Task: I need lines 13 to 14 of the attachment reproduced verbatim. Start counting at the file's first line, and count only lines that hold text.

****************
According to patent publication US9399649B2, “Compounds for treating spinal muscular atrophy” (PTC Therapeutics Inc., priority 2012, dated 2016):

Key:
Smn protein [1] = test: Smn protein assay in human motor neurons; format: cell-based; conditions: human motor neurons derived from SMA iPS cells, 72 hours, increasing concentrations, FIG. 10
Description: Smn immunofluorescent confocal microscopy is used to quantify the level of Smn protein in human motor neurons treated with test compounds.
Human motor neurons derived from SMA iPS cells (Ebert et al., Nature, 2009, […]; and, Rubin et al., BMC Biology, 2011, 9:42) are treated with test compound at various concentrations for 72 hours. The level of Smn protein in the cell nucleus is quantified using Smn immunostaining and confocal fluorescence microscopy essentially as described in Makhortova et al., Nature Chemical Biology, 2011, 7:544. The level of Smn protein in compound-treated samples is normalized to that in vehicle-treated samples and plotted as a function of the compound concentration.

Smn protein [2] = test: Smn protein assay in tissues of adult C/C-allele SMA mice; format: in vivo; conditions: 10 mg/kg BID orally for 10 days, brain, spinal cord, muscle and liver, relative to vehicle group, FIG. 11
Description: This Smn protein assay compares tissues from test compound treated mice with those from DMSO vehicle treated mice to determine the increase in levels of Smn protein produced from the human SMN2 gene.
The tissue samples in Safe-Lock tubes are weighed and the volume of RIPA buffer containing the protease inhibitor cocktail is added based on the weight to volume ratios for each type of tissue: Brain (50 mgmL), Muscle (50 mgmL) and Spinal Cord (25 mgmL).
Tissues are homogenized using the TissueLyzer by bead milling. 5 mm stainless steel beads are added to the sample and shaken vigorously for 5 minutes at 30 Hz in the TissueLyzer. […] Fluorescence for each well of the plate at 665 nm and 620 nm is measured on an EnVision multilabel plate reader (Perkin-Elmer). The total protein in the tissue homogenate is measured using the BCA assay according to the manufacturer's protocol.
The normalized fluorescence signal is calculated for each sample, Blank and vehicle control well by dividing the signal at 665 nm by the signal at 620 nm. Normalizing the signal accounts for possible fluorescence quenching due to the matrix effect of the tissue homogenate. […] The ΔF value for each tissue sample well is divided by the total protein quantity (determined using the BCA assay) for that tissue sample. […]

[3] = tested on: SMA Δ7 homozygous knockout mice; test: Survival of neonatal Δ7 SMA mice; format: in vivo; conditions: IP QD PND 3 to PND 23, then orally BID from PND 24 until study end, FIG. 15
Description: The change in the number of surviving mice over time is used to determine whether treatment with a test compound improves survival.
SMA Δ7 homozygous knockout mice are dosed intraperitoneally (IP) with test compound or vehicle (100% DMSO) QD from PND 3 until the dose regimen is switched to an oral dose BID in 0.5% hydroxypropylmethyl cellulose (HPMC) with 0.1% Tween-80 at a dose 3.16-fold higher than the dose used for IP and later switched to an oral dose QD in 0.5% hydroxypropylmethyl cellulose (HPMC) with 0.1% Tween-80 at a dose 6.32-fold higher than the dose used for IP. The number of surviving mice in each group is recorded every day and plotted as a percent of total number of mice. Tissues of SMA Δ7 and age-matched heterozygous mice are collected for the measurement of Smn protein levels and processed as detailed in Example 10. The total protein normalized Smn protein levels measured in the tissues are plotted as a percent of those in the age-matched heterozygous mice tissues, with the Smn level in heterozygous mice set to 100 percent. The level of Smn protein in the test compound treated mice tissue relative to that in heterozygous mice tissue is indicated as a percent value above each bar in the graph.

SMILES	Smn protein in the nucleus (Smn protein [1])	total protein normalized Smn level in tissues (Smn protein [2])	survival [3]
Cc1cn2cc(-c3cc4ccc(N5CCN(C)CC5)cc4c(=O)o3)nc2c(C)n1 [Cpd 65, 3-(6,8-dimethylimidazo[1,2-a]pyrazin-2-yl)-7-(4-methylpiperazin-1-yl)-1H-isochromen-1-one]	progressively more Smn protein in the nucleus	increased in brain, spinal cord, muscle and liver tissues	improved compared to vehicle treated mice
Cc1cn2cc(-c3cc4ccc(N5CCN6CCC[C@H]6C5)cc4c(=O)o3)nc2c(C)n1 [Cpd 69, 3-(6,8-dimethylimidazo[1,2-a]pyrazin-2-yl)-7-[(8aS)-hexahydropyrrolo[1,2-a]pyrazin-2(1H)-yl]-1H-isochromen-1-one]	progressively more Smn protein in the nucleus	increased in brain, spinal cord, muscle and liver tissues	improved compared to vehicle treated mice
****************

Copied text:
SMA Δ7 homozygous knockout mice are dosed intraperitoneally (IP) with test compound or vehicle (100% DMSO) QD from PND 3 until the dose regimen is switched to an oral dose BID in 0.5% hydroxypropylmethyl cellulose (HPMC) with 0.1% Tween-80 at a dose 3.16-fold higher than the dose used for IP and later switched to an oral dose QD in 0.5% hydroxypropylmethyl cellulose (HPMC) with 0.1% Tween-80 at a dose 6.32-fold higher than the dose used for IP. The number of surviving mice in each group is recorded every day and plotted as a percent of total number of mice. Tissues of SMA Δ7 and age-matched heterozygous mice are collected for the measurement of Smn protein levels and processed as detailed in Example 10. The total protein normalized Smn protein levels measured in the tissues are plotted as a percent of those in the age-matched heterozygous mice tissues, with the Smn level in heterozygous mice set to 100 percent. The level of Smn protein in the test compound treated mice tissue relative to that in heterozygous mice tissue is indicated as a percent value above each bar in the graph.

SMILES	Smn protein in the nucleus (Smn protein [1])	total protein normalized Smn level in tissues (Smn protein [2])	survival [3]